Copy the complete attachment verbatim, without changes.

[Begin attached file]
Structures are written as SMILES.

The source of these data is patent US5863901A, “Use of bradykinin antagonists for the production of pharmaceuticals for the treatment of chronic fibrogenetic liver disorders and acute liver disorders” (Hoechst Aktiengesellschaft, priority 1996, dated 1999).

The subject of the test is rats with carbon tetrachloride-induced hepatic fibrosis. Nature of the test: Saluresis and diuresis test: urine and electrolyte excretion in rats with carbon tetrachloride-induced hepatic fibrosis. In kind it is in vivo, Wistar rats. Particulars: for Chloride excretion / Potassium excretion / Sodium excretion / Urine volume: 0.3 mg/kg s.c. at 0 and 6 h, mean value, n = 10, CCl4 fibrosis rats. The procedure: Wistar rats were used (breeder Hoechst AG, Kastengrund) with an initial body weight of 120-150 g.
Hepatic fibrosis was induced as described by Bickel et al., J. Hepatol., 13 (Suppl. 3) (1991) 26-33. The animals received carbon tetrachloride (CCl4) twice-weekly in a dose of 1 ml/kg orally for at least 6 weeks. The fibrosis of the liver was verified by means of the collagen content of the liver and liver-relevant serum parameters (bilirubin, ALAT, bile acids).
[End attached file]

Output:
Structures are written as SMILES.

The source of these data is patent US5863901A, “Use of bradykinin antagonists for the production of pharmaceuticals for the treatment of chronic fibrogenetic liver disorders and acute liver disorders” (Hoechst Aktiengesellschaft, priority 1996, dated 1999).

The subject of the test is rats with carbon tetrachloride-induced hepatic fibrosis. Nature of the test: Saluresis and diuresis test: urine and electrolyte excretion in rats with carbon tetrachloride-induced hepatic fibrosis. In kind it is in vivo, Wistar rats. Particulars: for Chloride excretion / Potassium excretion / Sodium excretion / Urine volume: 0.3 mg/kg s.c. at 0 and 6 h, mean value, n = 10, CCl4 fibrosis rats. The procedure: Wistar rats were used (breeder Hoechst AG, Kastengrund) with an initial body weight of 120-150 g.
Hepatic fibrosis was induced as described by Bickel et al., J. Hepatol., 13 (Suppl. 3) (1991) 26-33. The animals received carbon tetrachloride (CCl4) twice-weekly in a dose of 1 ml/kg orally for at least 6 weeks. The fibrosis of the liver was verified by means of the collagen content of the liver and liver-relevant serum parameters (bilirubin, ALAT, bile acids).